Can the new generation’s response to the newer generation possibly improve?

The hackathon

The hackathon was okay. There were some regrettable moments and some unforgettable ones.

When I arrived there, I was still pretty miffed that my friends had ostracized me from their group. I came in with the “I’m-scared-of-tall-white-people-with-glasses-and-braces” look, but to be honest, looks turned out to be deceiving when the final products appeared.

I saw some kids from my summer engineering program, at least the ones that mattered. There was a noticeably smaller amount of kids than were expected, but this turned out to be quite advantageous.

As with any group project, I was the mastermind, and everyone else just sat and watched me do all the work. More specifically, they played League of Legends for hours on end. That morning I did not have an idea for a project, but before I came, I suddenly recalled my need of an all-encompassing cloud storage solution, so I decided to call it UltronCloud. I mean it’s not ever going to be finished, so just give it some joke name.

The environment was excellent; this was the college my brother goes to. It’s private but the tuition turned out to cost less than that of a public university, and needless to say, it seems that every penny of it was spent wisely on the infrastructure and architecture. I got a huge-screen television all for myself, so I was able to use the television as my primary monitor, which made it very easy for my eyes as the night progressed.

The hackathon was great, or rather should have been great. But I think I did not take advantage of the opportunities; there were mentors who were teaching how to develop for mobile platforms. I also didn’t take as many breaks as I should have; I strained myself in order to squeeze every hour of the venue, so I didn’t have as much fun with other kids. On top of that, the challenges I was facing when making the project were serious yet to a ridiculous extent. Some problems took hours to be solved, only to be met with yet another problem.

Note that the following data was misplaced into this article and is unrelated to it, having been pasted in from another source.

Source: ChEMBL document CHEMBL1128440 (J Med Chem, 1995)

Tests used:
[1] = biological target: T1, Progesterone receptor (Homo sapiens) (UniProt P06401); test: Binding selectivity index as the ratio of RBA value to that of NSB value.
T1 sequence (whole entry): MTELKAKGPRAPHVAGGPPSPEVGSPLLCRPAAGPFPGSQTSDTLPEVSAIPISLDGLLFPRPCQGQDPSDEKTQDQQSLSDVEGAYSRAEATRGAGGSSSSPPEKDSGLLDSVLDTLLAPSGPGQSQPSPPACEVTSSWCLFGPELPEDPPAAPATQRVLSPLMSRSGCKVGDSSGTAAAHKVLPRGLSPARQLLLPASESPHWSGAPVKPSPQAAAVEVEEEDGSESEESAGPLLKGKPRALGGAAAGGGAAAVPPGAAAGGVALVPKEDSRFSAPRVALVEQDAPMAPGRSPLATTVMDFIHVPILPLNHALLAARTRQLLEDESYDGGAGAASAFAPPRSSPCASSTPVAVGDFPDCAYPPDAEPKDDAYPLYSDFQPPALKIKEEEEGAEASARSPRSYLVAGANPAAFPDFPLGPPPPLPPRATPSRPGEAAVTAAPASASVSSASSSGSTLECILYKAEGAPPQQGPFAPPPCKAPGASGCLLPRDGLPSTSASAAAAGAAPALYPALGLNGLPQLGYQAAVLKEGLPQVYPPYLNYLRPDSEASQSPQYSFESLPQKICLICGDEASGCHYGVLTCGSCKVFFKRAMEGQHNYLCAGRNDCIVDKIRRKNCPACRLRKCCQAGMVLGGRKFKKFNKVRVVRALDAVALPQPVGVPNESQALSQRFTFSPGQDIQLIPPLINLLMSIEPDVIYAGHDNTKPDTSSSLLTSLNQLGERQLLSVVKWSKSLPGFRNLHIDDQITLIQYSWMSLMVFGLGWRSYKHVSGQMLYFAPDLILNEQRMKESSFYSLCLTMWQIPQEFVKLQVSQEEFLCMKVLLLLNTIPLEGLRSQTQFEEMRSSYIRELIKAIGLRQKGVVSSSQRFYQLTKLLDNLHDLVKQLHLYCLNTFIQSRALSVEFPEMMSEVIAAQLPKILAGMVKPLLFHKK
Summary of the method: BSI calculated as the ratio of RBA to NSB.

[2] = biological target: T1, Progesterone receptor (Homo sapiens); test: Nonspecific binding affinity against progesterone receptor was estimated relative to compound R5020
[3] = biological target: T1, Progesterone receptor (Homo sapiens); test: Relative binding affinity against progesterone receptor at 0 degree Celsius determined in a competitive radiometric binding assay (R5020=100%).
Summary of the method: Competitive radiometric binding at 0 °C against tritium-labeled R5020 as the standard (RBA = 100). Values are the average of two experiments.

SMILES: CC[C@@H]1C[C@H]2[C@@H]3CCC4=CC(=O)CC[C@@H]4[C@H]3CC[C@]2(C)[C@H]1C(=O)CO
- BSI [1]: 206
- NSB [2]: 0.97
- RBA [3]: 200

This following section is part of an issue I made on the repository of the library I used, because the following morning, I was so mad that I had wasted all this time for nothing. Once again, I hold nothing against the developer of the library:

Literally every step of the way has been riddled with bugs and other quirks and undefined behavior, even when following the instructions to the letter and trying it on two different Windows 7 x64 machines. Needless to say that I wasted my time trying to make a frontend out of this library. Maybe you can figure out whether the library hates me or if it’s just that unstable.

The first problem was when DokanCloudFS failed to load assemblies when I set the build configuration to NuGet-Signed. If I tried cleaning the build, it would still error out. If I tried changing the build config back to regular NuGet, yet again it would throw the exact same exception. The solution was to nuke the entire project, keep it in the default configuration and never touch it again. This alone cost me a few hours to figure out.

And alas, very shortly later, more problems arose. My mounted Google Drive appeared as a drive, but all interactivity with it was completely blocked, thanks to a vague exception thrown repeatedly as shown in the console:

Exception thrown: 'Google.GoogleApiException' in mscorlib.dll
...
Exception thrown: 'Google.GoogleApiException' in Google.Apis.dll
Exception thrown: 'System.IO.InvalidDataException' in SharpAESCrypt.dll
...
Absolutely no stack trace and Visual Studio did not even bother to break.

And this was after I had compiled CloudFS, put in secret keys for GDrive, copied the output DLLs to the DokanCloudFS Library folder, and assured that it had access to the Drive API by turning it on in the console, and waited a few minutes for it to “enable”.